Young men generally see a healthcare provider at lower rates than any other demographic and therefore are a difficult cohort to study. However, this demographic tends to gravitate towards social media platforms, particularly with regards to discussions about health-related topics. Therefore, social media platforms are a rich and untapped resource for this study of this unique population. Using quantitative Natural Language Processing and qualitative analysis methods, we analyzed a social media forum focused on ED. We found that younger men commonly experience depression, anxiety, and other psychogenic comorbidities in association with ED. Additionally, we found that many of these men do not visit a health care provider for their ED and may turn to social media for their health-related needs. A limitation of this study was all data were anonymous and self-reported, which may lead to biases in our conclusions. Additional validation studies would be helpful to support our findings.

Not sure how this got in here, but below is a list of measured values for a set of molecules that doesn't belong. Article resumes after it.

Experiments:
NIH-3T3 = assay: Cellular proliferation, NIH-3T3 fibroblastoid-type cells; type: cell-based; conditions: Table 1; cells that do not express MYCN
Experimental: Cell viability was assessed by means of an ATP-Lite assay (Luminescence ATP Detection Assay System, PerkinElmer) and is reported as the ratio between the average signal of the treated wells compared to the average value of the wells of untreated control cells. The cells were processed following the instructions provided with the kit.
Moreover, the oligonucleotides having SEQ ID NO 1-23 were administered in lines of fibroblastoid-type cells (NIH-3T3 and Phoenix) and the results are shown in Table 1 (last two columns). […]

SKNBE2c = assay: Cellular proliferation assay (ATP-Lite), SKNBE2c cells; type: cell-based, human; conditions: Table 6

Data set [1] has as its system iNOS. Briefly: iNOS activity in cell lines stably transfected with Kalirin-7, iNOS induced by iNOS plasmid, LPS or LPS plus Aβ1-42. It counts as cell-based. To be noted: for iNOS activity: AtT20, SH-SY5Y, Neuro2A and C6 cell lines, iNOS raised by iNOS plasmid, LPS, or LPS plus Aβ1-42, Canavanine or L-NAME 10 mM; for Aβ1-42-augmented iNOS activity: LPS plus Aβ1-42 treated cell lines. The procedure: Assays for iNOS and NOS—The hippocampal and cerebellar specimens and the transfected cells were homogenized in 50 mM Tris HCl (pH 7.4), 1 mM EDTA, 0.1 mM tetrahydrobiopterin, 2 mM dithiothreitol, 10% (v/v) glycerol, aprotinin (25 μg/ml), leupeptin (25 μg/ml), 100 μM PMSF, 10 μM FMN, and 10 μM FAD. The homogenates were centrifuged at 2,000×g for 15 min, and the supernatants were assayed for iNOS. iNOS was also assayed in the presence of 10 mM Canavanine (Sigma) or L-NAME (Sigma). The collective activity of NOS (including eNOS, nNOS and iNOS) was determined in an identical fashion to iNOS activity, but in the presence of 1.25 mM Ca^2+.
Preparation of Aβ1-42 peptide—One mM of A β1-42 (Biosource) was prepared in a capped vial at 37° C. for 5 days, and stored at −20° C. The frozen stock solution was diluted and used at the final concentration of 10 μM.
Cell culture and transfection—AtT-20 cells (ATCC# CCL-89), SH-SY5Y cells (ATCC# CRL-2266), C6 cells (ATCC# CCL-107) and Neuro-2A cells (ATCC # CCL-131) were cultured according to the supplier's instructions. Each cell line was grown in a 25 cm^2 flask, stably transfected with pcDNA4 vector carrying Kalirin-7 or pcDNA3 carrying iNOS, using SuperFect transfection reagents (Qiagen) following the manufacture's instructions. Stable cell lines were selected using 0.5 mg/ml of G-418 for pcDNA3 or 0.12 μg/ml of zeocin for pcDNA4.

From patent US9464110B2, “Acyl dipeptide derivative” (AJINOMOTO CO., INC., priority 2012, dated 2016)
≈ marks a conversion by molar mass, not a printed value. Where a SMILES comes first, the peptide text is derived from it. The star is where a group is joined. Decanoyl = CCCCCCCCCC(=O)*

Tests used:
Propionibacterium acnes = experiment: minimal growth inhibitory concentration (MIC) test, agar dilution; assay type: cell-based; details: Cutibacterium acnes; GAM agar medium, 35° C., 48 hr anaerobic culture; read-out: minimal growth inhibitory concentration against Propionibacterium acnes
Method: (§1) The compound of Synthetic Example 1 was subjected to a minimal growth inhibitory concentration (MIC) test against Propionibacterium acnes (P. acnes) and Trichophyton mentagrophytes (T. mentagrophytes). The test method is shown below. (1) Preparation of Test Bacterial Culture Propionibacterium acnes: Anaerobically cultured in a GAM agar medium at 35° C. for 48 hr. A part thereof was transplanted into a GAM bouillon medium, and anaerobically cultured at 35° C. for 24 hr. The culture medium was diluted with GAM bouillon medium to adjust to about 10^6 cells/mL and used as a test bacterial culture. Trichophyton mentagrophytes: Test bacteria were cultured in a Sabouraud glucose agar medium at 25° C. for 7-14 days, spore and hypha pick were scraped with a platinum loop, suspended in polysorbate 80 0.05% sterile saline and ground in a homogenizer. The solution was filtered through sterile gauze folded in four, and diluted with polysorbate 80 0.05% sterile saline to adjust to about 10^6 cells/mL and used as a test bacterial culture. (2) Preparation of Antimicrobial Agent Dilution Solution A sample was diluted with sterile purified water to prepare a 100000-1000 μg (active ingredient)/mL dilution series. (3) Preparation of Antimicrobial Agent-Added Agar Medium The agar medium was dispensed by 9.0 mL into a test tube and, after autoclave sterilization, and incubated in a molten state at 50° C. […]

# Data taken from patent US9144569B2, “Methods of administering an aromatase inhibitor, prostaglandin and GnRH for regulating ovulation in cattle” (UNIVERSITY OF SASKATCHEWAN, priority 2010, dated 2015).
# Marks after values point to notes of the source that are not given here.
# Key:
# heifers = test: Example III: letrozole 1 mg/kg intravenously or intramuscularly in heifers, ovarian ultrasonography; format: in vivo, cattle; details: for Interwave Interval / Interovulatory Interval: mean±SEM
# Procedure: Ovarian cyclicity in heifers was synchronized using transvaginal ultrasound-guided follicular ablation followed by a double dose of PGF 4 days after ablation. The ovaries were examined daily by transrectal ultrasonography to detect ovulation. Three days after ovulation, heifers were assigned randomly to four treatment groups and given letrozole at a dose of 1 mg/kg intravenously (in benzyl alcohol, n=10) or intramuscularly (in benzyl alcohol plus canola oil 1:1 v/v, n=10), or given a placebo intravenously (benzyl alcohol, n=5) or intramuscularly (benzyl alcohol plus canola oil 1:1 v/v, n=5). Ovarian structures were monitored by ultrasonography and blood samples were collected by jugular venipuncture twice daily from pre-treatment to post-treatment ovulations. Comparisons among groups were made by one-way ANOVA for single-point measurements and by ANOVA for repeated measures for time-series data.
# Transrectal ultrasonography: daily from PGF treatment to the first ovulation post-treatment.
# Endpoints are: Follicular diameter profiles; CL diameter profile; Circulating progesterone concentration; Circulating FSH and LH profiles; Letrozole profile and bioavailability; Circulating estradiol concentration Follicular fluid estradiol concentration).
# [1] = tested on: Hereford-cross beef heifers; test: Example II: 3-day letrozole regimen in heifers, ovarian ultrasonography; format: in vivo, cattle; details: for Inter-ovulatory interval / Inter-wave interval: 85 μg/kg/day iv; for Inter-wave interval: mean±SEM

Our work utilized honest and raw discussion of ED in a demographic that has been understudied while highlighting the important conclusion that younger men may suffer from a different set of comorbidities for ED compared to their older counterparts. Historically, cardiovascular disease has been a much-discussed comorbidity for ED; however, our study suggests that psychological distress is a key comorbidity that should not be neglected by providers in the evaluation and treatment of ED. Furthermore, this project also highlights the bigger role that social media is playing in our medical setting either as a source of information or as a source of shared decision making. Making better use of validated discussions will be an important consideration going forward in this new digital landscape.
Written by: Tommy Jiang, Vadim Osadchiy MD, Jesse N. Mills MD, Sriram V. Eleswarapu MD, PhD, Twitter: @eleswarapu, Department of Urology, University of California Los Angeles Health, Los Angeles, California
Read the Abstract